It’s a major concern for couples with debt. Your spouse is exploring bankruptcy as a debt relief option. You’re considering what the impact will be on yourself, and wonder: should I file too? Couples often ask me this and my answer is always:
It depends on their debts and their situation.
Bankruptcy is a government program designed to provide individuals with debt relief to get a fresh financial start. You do not have to file for bankruptcy just because your spouse is insolvent. If one spouse files for bankruptcy, it does not mean the other spouse is automatically bankrupt – that’s a myth.
While every couple’s situation is unique, they can be grouped into three scenarios:
- All debts are in one spouse’s name
- All debts are joint
- Both spouses carrying individual debts
All debts are in one spouse’s name
If all or most of the debts are in one spouse’s name, then the other spouse would not need to consider bankruptcy. This is a common situation for couples in a second relationship where one of them came into the relationship carrying debt from their previous situation.
All debts are joint
If the debts are primarily joint, it would make sense for both to file bankruptcy together, because if only one spouse filed, then the joint debts would become the sole responsibility of the joint debtor. Dealing with the debts together allows the couple to be cleared from their debts and get a fresh start. This is a common issue with couples who have been together for a longer period of time and their debts have been accumulating over the years.
There are advantages for couples to file at the same time, such as:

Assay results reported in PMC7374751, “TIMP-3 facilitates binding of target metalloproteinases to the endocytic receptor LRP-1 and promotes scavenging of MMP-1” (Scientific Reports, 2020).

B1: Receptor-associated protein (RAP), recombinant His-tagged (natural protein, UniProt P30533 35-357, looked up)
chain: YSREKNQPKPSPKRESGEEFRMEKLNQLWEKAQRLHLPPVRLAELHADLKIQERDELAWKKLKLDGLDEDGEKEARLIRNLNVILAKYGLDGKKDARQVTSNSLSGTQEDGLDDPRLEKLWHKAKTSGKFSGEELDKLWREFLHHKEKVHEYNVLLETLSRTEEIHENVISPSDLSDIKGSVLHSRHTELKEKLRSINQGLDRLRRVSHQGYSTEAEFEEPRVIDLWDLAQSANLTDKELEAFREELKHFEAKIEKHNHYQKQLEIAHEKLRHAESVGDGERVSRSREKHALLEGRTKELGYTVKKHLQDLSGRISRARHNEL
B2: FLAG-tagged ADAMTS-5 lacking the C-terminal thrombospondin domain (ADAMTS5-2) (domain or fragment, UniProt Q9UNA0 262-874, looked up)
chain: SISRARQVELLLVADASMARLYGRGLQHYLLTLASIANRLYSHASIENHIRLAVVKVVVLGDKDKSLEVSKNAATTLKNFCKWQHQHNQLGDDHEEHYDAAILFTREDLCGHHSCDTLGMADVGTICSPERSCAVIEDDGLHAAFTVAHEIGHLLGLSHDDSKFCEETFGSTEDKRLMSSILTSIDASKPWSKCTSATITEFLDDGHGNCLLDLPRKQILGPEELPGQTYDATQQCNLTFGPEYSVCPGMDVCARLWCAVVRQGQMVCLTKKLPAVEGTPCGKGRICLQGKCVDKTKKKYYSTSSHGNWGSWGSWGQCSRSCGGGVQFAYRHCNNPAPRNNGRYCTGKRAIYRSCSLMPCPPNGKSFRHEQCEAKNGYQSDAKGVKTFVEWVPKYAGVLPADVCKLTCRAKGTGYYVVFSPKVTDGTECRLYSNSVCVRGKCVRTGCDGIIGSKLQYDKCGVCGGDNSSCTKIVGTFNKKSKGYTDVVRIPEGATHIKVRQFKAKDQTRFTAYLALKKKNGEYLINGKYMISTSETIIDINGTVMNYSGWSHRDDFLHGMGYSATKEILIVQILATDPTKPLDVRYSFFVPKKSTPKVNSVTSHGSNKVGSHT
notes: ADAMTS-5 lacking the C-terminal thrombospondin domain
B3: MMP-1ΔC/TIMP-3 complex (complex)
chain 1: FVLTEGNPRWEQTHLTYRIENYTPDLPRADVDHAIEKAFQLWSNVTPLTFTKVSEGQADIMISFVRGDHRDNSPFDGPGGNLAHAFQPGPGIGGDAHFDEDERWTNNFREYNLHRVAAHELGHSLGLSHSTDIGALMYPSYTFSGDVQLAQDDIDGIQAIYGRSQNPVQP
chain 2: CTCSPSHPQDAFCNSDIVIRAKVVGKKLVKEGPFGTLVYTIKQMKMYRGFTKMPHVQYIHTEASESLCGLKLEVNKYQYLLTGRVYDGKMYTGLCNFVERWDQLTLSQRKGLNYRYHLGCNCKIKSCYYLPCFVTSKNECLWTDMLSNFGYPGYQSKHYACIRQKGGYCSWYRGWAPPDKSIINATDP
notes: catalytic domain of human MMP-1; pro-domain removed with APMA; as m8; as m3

- Both spouses can eliminate the debt stresses
- The family budget can start to balance again
- Savings can start for an emergency fund, children’s RESP’s, retirement funds, etc.
- They can start rebuilding their credit together so they can work towards buying a house in the future
- Stop collection letters and calls
- Legally deals with the debts through a government program
Both spouses carrying individual debts
If both spouses are carrying debts but there are few or no joint debts, then we need to consider each individual situation. Are both spouses’ individual debts too large to manage on their current income and situation? If so, then both filing for bankruptcy at the same time will allow the debts to be dealt with and let them focus on their future debt free. But if one of the spouses have a lower and manageable debt level, then it may be better for that spouse not to file bankruptcy. They will then be able to make a payment plan going forward after the other spouse files for insolvency to eliminate his or her debts and monthly payment commitments. This would enable the couple to focus on their future while balancing their budget, eliminating financial stress.
If you and your spouse are looking at your options, consider the three situations above to determine which one applies the most to you and your spouse. Then meet with a licensed insolvency trustee, who can provide you with all your options. You’ll then be able to make a decision that will works for the both of you.